Affiliate Marketing Trends: A Look Back
The multibillion-dollar affiliate marketing industry has grown and matured since its inception almost three decades ago. Over that time, the industry has overcome challenges and continues to contribute to new customer acquisition and fuel repeat purchases. Today, affiliate marketing is used by over 80 percent of advertisers.
This two-part series will take you through the important milestones and affiliate marketing trends that transformed the landscape into the thriving industry it is today — highlighting its history and how it has evolved to continuously add significant value to advertisers’ digital strategies, both today and in the future.
Affiliate marketing: The dawn of a new industry
The affiliate industry came to fruition as the demand for marketers to prove ROI with their ad spend grew and marketing leaders were more stringently held accountable for their digital investments.
Affiliate marketing employs a pay-for-performance model, which is attractive to advertisers as there are very few upfront costs to get started. It was equally enticing for affiliates, since they can earn high commissions in exchange for directing traffic to an advertiser’s landing page.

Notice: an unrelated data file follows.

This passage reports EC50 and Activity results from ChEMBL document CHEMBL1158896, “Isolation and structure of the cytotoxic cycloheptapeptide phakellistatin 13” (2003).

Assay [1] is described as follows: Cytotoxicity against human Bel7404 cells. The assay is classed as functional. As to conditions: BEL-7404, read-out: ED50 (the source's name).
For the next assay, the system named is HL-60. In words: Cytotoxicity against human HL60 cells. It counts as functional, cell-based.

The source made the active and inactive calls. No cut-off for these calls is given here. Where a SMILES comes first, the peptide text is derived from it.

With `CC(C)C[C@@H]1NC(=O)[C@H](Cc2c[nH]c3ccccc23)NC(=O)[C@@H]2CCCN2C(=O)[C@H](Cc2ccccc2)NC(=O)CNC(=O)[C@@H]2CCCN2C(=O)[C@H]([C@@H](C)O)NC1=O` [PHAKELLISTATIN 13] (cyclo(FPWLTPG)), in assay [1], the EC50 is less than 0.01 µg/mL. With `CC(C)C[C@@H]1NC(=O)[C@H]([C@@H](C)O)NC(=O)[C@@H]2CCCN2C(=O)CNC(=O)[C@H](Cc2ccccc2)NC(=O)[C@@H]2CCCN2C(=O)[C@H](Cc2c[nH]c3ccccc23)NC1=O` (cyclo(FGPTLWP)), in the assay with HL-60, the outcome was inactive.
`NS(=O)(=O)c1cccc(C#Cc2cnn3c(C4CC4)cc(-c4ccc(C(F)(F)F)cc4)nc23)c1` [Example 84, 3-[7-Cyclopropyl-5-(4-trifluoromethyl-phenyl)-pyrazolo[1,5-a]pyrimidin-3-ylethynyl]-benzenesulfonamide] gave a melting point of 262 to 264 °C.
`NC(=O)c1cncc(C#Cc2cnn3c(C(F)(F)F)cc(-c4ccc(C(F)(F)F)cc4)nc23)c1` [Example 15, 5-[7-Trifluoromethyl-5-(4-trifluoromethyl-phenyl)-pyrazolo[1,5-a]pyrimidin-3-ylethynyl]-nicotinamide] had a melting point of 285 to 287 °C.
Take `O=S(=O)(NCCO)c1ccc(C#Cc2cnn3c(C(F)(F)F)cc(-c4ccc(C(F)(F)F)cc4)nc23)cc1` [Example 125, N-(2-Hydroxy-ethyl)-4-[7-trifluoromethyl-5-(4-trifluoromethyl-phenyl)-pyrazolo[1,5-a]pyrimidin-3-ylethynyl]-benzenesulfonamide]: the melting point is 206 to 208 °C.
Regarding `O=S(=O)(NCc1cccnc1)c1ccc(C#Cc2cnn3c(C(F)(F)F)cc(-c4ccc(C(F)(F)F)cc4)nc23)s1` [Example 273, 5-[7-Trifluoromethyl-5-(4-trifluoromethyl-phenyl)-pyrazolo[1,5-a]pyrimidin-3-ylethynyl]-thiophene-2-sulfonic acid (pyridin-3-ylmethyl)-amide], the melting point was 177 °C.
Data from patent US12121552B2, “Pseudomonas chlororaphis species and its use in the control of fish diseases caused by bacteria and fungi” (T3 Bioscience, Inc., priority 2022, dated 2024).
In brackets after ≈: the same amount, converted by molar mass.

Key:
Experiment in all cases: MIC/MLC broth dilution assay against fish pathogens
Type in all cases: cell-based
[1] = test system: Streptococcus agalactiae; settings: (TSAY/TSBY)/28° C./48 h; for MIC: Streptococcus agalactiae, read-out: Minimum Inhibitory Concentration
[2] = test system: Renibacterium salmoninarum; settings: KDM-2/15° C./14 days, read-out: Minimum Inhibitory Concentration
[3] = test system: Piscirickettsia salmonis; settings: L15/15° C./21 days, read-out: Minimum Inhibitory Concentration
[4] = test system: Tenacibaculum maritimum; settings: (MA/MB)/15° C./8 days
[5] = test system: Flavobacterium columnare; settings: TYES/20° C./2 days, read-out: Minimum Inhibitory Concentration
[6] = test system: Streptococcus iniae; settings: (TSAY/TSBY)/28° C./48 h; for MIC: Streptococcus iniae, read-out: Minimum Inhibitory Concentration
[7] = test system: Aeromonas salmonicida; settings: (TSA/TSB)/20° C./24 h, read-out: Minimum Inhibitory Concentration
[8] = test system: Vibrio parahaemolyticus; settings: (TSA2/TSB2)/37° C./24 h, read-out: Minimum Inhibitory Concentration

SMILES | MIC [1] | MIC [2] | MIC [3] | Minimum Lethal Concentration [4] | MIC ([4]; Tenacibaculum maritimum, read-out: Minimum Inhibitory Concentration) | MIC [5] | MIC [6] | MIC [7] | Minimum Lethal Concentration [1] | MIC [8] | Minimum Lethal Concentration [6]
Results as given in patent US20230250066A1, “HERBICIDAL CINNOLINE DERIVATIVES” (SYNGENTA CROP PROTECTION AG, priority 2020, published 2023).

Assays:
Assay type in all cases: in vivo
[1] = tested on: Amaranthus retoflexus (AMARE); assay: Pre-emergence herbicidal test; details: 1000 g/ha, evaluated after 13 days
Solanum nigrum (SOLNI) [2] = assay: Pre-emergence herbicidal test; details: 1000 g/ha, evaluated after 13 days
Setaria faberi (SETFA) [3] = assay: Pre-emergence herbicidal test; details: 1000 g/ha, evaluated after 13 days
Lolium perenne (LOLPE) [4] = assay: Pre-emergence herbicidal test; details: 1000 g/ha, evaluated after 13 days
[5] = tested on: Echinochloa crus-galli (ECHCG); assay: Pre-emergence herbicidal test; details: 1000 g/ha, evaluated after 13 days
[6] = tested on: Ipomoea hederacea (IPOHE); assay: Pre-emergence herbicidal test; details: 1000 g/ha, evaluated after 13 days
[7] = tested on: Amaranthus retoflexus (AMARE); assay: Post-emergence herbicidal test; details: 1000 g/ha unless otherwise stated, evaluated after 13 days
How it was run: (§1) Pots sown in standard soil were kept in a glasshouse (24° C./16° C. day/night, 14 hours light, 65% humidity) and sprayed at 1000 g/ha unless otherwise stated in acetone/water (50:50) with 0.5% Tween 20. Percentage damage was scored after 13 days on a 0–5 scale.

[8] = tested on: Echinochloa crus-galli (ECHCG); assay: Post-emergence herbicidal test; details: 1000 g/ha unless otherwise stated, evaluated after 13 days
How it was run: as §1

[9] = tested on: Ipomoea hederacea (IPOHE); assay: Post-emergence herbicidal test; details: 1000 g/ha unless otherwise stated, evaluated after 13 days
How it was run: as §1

As the rapidly evolving affiliate landscape grew, unfortunately, some affiliates temporarily turned the budding industry into the Wild Wild West of digital marketing.
Some key challenges and affiliate marketing trends from the past
- Deceptive advertising: Using inaccurate statements and making false claims on offers promoted by affiliates who misrepresented the products and services the consumers were purchasing.
- Abusive marketing tactics: Implementing hidden upsells, employing poor and confusing cancellation processes, and running unauthorized charges were common practices for affiliates seeking alternative ways to boost conversions for traffic driven to an advertiser’s website.
- Widespread spam: Leveraging email and search engine spam to promote offers, usually in violation of an advertiser’s brand guidelines, quickly tarnished the reputation of affiliate marketing by associating the growing channel with spam.
- Fraud: Managing affiliate programs proved challenging, as outdated technology and spreadsheets were the standard. As a result, advertisers and networks were limited because they didn’t have the transparency into their affiliate traffic or the ability to properly vet affiliates. The lack of clarity was the launchpad for fraud which included cookie stuffing, botnets, and fake conversions.
The Federal Trade Commission (FTC) crackdown